Wages and the Fair Labor Standards Act (FLSA)
The FLSA establishes minimum wage, overtime pay, recordkeeping, and youth employment standards affecting employees in the private sector and in Federal, State, and local governments. Covered nonexempt workers are entitled to a minimum wage as set by Congress. Overtime pay at a rate not less than one and one-half times the regular rate of pay is required after 40 hours of work in a workweek.
- Minimum Wage – Overview
- What is the Minimum Wage?
- Overtime Pay
- Recordkeeping & Reporting
- Minimum Wage – Resources
- FLSA Exemptions
While the FLSA does set the minimum wage for most workers, it does not require any of the following:
New DOL rules issued in May 2016 expand overtime rules. The new rules take effect December 1, 2016. Download this 8-page overview of the rules: General Guidance. Additional information is available here:
- Comparison Table: Current Regulations, Proposed Rule, and Final Rule
- Small Business Guide
- DOL Overtime Page
Every employer covered by the Fair Labor Standards Act (FLSA) must keep certain records for each covered, nonexempt worker. There is no required form for the records, but the records must include accurate information about the employee and data about the hours worked and the wages earned. The following is a listing of the basic records that an employer must maintain:
- Fair Labor Standards Act (FLSA) Minimum Wage: The federal minimum wage is $7.25 per hour ( as of July 24, 2009). Many states also have minimum wage laws. In cases where an employee is subject to both state and federal minimum wage laws, the employee is entitled to the higher minimum wage.
- Minimum Wage Laws in the States
- Minimum Wage for Federal Contractors
- FLSA Overtime: Covered nonexempt employees must receive overtime pay for hours worked over 40 per workweek (any fixed and regularly recurring period of 168 hours — seven consecutive 24-hour periods) at a rate not less than one and one-half times the regular rate of pay. There is no limit on the number of hours employees 16 years or older may work in any workweek. The FLSA does not require overtime pay for work on weekends, holidays, or regular days of rest, unless overtime is worked on such days.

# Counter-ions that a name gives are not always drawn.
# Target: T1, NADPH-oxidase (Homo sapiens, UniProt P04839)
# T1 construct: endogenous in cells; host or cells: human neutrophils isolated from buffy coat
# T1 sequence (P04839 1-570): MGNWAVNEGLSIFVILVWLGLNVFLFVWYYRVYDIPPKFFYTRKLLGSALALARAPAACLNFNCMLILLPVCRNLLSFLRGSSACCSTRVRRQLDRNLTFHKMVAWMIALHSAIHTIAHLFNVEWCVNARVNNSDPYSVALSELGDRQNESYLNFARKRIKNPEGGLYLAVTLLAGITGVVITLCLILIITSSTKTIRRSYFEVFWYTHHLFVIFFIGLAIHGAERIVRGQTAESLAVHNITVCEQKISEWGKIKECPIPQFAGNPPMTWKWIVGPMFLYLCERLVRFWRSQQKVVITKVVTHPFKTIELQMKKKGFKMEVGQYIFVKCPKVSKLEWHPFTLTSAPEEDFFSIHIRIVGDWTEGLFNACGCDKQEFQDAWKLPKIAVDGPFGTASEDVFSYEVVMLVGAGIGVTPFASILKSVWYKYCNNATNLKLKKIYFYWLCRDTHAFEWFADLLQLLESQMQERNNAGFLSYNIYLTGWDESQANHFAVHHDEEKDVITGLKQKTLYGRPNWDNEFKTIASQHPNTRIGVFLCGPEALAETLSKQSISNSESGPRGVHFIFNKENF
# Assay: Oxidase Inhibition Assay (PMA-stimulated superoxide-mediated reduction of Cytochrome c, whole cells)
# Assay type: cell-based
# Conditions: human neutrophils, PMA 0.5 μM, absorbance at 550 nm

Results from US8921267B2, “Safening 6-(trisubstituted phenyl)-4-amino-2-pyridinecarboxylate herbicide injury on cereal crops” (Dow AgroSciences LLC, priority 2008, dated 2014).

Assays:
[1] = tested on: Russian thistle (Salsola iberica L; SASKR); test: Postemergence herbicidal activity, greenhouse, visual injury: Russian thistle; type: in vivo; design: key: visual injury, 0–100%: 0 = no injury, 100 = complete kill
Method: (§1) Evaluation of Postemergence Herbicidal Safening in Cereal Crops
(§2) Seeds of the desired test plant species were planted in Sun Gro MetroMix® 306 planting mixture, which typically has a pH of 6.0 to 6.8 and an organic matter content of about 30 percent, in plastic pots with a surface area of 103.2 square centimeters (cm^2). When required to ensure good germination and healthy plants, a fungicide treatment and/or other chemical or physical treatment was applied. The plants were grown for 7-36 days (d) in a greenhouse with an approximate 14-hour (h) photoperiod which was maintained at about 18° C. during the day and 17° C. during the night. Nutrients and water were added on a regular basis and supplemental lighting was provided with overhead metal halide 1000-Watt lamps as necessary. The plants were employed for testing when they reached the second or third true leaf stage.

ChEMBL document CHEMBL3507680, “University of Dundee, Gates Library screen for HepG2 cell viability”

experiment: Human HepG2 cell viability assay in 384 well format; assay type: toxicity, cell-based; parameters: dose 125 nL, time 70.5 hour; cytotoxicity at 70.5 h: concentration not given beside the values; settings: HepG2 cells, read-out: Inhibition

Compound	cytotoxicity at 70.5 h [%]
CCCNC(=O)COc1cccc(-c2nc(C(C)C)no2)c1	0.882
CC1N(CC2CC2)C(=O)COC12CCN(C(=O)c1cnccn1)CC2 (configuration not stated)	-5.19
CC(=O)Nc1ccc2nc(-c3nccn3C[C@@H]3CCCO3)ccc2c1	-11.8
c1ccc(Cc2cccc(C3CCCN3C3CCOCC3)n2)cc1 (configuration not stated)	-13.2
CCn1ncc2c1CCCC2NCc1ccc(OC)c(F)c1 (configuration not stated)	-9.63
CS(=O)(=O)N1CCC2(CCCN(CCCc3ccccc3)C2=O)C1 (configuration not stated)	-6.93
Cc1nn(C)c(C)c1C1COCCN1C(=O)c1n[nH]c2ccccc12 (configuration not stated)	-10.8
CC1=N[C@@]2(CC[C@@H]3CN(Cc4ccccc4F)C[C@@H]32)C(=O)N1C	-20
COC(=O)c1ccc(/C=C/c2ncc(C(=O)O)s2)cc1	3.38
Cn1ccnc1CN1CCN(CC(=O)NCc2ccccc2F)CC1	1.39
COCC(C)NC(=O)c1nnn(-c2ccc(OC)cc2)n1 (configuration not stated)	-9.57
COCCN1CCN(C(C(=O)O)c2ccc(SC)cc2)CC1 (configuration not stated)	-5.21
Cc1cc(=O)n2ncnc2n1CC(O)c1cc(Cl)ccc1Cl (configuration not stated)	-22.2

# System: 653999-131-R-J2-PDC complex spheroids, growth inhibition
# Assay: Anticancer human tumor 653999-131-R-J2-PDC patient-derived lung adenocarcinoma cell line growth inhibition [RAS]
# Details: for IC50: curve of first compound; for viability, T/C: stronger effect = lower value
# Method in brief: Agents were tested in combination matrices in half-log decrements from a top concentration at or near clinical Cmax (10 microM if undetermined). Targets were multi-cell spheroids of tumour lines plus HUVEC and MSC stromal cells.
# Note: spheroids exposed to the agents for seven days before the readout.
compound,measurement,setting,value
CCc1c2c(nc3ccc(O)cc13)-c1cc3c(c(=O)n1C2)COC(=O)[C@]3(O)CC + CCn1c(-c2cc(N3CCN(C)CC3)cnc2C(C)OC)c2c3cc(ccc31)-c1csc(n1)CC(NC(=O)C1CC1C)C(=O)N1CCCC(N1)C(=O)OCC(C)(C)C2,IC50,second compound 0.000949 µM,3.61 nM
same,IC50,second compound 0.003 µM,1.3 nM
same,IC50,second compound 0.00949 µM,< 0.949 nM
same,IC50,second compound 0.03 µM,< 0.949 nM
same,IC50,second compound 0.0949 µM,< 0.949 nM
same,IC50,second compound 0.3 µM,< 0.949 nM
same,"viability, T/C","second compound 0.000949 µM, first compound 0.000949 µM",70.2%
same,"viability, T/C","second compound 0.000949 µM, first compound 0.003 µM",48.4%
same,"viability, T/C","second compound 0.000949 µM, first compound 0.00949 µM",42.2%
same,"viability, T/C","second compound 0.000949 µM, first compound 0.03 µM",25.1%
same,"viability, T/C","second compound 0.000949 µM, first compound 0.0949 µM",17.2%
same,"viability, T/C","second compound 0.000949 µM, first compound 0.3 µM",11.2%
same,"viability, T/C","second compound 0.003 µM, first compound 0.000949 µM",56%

- Hours Worked (PDF): Hours worked ordinarily include all the time during which an employee is required to be on the employer’s premises, on duty, or at a prescribed workplace.
- Record-keeping (PDF): Employers must display an official poster outlining the requirements of the FLSA. Employers must also keep employee time and pay records.
- Child Labor: These provisions are designed to protect the educational opportunities of minors and prohibit their employment in jobs and under conditions detrimental to their health or well-being.
- The FLSA (PDF)
- Handy Reference Guide to the FLSA
- Spanish Version
- Fact Sheets
- Employment Law Guide: Minimum Wage and Overtime Pay
- FLSA FAQs
- Information on Furloughs and Other Reductions in Pay
- Break Time for Nursing Mothers
Posters, Tools and Resources
- The Coverage and Employment Status Advisor helps identify which workers are employees covered by the FLSA.
- The Hours Worked Advisor provides information to help determine which hours spent in work-related activities are considered FLSA “hours worked” and therefore must be paid.
- The Overtime Security Advisor helps determine which employees are exempt from the FLSA minimum wage and overtime pay requirements under the Part 541 overtime regulations.
- The Overtime Calculator Advisor computes the amount of overtime pay due in a sample pay period based on information from the user.
- The Child Labor Rules Advisor answers questions about the FLSA’s youth employment provisions, including at what age young people can work and the jobs they can perform.
- The Section 14(c) Advisor helps users understand the special minimum wage requirements for workers with disabilities.
- FLSA Presentation
- FLSA Presentation – Spanish Version
- Executive, Administrative, and Professional Exemption Presentation
- Tipped Employees Presentation